Where we finally caught up at the start of the canyon
NASA used Moon Valley as a testing ground for the Mars rover because of the similarities in terrain
We all stood silently listening to the sound of the rocks contracting after a day in the desert sun
Moving on to Death Valley
Warming up after watching the sun set in the desert
Another amazingly clear sky
In between eating and exploring we had our salt flats tour to book. We had read endless, I mean endless horror stories about this 3 day, two night tour. Every review you read slates some element of it. Be it drunk drivers, food poisoning, or sub par living conditions. It's enough to make you not want to go through with it. But then in the same breath, all these people claim it's life changing, the most beautiful and otherworldly scenery you will ever see. It would seem that despite the drunkeness, bad food and bad board, everyone had a ball. From the get go, this was the 3 days of the 3 months that I was most looking forward to. The largest salt flats in the world. It was hard to comprehend or even imagine what that would be like.
We reviewed agencies offering this tour to within an inch of their life and quickly established that for every one good review, there were 5 bad. We knew this in advance, I had done some research, written down company names that hadn't been completely slated, only to discover in San Pedro that none of the chosen ones started the tour in San Pedro, so it was back to the drawing board.
We wasted HOURS trying to decide what agent to go with, even though we both knew it really didn't matter. You could have the slickest, nicest sales person ever, waxing lyrical about the tour but at the end of the day it came down to the driver, and the sales person would be nowhere to be seen at that stage. Other than the driver and the car, they all took the same route, all stayed in pretty much the same hostels and served the same food. We ended up going for the slickest, smoothest salesman ever. Haha, well that combined with the fact that we saw the list of people who had already signed up and we saw two Germans, two Swedes, one Irish, one American, two French and a Brazilian. The Brazilian never materialised but the others did. Our thinking was, at least in a mixed car, the likelihood of people speaking English was high. Simple as that. And as confident as that. That all the mainland Europeans would speak English! And they did!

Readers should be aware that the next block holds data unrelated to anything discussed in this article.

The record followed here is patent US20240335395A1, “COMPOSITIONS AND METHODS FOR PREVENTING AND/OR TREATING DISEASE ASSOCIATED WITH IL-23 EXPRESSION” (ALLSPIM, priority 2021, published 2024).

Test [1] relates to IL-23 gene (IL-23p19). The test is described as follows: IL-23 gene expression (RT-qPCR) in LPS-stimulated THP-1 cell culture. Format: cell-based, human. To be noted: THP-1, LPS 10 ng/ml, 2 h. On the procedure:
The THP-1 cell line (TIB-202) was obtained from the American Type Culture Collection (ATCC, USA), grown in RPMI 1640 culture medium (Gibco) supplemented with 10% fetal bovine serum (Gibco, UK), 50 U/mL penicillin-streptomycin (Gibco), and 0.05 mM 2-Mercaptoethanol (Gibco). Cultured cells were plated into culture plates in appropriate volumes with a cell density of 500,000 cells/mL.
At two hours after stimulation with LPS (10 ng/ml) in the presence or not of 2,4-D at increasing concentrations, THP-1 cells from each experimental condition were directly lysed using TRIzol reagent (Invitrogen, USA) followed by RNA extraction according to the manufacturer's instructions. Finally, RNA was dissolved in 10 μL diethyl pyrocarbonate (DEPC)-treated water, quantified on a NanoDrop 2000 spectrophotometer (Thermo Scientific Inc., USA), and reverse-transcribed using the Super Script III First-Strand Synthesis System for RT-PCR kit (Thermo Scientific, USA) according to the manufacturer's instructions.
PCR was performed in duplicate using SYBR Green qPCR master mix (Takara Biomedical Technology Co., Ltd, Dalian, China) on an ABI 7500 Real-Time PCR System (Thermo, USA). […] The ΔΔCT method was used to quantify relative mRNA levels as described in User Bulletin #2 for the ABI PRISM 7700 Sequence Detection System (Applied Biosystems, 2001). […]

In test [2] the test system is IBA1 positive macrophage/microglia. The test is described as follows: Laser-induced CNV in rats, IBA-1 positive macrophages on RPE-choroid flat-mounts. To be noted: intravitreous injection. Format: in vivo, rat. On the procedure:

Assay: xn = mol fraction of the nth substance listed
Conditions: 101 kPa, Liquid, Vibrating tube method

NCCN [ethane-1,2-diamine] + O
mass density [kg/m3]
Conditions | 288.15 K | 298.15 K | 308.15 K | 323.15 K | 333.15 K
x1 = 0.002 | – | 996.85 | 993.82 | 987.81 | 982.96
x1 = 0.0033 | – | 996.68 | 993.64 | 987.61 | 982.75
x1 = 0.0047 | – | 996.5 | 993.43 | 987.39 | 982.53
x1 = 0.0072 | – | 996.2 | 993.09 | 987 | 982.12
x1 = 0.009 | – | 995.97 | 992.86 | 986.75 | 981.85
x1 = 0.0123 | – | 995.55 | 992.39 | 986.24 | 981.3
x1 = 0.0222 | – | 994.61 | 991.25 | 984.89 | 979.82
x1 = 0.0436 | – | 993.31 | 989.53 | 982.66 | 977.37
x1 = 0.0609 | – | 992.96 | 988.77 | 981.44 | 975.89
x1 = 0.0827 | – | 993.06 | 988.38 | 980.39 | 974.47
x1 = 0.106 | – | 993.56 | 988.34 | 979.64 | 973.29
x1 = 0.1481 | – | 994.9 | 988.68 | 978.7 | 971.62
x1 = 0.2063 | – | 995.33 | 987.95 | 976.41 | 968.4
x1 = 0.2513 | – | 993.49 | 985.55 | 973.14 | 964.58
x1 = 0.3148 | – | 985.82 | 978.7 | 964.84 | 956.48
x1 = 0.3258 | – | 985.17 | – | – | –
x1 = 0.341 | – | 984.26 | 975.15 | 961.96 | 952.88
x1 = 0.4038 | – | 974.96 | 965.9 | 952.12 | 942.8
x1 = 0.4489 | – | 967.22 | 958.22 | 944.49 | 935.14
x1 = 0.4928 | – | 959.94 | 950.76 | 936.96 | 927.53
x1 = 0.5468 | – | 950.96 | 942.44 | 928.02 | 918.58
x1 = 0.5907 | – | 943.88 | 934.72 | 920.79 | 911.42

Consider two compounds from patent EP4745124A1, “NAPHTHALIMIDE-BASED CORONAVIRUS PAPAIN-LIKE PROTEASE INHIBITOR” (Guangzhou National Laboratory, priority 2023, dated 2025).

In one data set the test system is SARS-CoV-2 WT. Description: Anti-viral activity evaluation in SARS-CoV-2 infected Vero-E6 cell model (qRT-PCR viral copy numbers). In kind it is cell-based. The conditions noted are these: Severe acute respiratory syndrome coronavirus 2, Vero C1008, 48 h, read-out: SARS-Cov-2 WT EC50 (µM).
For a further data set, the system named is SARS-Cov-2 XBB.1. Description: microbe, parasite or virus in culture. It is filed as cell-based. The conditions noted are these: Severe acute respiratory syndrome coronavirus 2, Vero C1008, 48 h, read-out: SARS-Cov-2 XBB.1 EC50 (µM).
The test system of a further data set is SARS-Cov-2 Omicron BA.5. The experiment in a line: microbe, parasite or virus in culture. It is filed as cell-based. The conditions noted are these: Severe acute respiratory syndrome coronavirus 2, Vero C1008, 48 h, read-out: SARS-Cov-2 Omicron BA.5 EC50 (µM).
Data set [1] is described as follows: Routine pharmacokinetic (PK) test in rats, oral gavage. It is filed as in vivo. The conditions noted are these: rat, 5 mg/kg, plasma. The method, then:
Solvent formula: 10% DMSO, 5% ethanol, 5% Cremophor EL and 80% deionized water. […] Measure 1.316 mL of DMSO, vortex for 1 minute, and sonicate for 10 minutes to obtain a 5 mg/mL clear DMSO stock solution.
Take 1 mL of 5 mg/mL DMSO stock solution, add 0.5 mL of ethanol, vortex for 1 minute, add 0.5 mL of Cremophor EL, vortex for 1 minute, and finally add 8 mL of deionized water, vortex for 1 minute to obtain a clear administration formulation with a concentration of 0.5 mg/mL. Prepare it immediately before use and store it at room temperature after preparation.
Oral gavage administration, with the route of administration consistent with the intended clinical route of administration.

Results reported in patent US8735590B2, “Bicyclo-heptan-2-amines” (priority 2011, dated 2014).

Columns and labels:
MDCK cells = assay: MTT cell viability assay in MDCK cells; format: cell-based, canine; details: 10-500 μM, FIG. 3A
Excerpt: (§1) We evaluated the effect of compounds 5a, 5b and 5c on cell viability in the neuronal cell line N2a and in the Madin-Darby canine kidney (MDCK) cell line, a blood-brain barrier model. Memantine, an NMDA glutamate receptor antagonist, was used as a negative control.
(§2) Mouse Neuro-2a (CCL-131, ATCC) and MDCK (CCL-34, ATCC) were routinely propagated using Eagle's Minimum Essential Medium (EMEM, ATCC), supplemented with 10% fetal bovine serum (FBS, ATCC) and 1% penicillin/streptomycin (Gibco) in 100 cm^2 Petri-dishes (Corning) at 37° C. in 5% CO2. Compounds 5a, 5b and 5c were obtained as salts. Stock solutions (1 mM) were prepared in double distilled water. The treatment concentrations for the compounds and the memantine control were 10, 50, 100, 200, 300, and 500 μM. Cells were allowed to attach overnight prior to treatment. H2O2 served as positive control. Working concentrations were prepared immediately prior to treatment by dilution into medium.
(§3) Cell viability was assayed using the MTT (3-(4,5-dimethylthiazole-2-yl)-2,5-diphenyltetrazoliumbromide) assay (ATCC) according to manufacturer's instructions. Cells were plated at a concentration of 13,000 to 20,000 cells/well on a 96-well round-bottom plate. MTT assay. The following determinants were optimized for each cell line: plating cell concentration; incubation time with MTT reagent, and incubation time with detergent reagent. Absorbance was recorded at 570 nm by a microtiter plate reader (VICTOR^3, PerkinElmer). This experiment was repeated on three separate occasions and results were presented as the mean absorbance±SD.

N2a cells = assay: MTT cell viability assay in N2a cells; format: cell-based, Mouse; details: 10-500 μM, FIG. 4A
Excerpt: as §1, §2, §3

The agencies make it clear that the first night will be spent in a shelter with limited electricity and no hot water never mind showers. At least they tell you. Still, for someone like me, it's hard to picture. Actually impossible. I had no point of reference, having never even camped in my life. So it would definitely be an adventure.
San Pedro was somewhere that we both could have spent another few days but we would have had to move hostels (too much head bumping) and also...I had that nervous feeling where I just wanted to get the tour over and down with. I was excited but dreading it all at once. And that is why people who do no research in advance are often in a much better position...